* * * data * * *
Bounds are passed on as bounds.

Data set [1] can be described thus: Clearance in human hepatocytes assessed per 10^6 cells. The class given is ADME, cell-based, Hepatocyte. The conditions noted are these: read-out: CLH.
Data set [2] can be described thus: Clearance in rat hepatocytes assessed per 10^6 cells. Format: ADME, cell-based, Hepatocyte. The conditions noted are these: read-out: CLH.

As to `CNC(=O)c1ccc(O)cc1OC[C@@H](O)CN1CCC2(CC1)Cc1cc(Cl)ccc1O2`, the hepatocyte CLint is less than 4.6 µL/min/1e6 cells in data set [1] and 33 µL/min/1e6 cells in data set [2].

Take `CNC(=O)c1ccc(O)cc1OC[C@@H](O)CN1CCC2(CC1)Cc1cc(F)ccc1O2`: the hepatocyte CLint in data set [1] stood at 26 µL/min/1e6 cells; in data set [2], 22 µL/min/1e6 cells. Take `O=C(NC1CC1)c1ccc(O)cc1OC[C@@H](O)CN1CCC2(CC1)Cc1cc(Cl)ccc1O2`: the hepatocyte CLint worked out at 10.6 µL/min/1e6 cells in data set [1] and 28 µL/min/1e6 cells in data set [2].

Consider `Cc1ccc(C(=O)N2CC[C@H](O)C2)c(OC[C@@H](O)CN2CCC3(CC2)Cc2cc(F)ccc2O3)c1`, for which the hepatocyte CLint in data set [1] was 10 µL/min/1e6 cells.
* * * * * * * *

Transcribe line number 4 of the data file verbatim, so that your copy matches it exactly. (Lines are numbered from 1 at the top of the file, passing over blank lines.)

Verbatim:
As to `CNC(=O)c1ccc(O)cc1OC[C@@H](O)CN1CCC2(CC1)Cc1cc(Cl)ccc1O2`, the hepatocyte CLint is less than 4.6 µL/min/1e6 cells in data set [1] and 33 µL/min/1e6 cells in data set [2].